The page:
The reported value for the mean size from the LS Series Analyzer is 78 nm (Figure 5), which is well in accordance with what one would expect given the random motion of the particles in the sample cell. Statistically, one would expect the reported mean size to be a function of all the possible orientations of the particles as they are traversed to the optical path. Indeed, most instruments are designed to ensure that particles in the sample cell are orientated in a random manner with regard to their morphology or shape.
PIDS Raw Data Analysis
As mentioned, PIDS™ offers a dual benefit in that the raw data can also shows if small particles are present in the distribution. This is a unique feature of the PIDS technology and removes most of the “guess work” when trying to establish that a sub-micron population is real or is an artefact. This is an undesirable effect found in many laser-based particle size analysers.
The presence of large particles does not interfere with the PIDS signals and does not give rise to artefacts, because, while large particles will give rise to an amount of scatter, which is detectable by the PIDS system, it is not differential in nature. Put simply, large particles scatter essentially equal scatter at both horizontal and vertical polarizations for each wavelength. The PIDS system measures the differences between the polarization scattering signals (only present with small particles).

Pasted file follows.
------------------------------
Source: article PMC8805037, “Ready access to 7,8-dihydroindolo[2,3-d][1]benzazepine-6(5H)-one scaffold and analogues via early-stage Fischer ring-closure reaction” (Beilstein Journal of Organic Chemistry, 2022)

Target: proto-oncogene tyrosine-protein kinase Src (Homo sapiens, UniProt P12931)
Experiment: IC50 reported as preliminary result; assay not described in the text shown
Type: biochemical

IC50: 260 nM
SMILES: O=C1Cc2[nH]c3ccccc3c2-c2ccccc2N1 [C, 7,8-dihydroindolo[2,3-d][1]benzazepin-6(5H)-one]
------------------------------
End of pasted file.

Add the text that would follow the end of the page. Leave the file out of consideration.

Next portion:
Detecting Small Particles by Raw Data Analysis
Two samples are compared (Figure 6) by viewing the raw data in PIDS; the first sample having a mean size of 102 nm and the second having a mean size of 13 µm. For each sample, a total of 42 discreet measurements are taken, representing six detectors and a concentration detector and six sublets with a specific wavelength and polarization.
For the sub-micron test material, note the following:
• There is a large difference in the PIDS intensities for each polarization at each wavelength.
• There is a significant angular dependencies (changes in the shape of the flux vs. angle/detector number) in the horizontal light scatter intensity data for each wavelength, especially note the parabolic (curved) shape of the horizontal data sets.
• There is also a large, easily measured scattering signal (Detector Flux, Y-axis).
For the larger test material, note the following:• There is no significant difference in the PIDS intensities for each polarization at each wavelength.
• There is a simple linear relationship for both polarization states, for each wavelength, in terms of angular scattering intensity.
• There is also a small scattering signal (Detector Flux, Y-axis).
This work suggests that PIDS technology is an accurate and usable technique for the sizing of spherical, sub-micron materials. Even for nonspherical, sub-micron particles, the technique also yields meaningful data despite the limitations to which all scattering techniques are subject.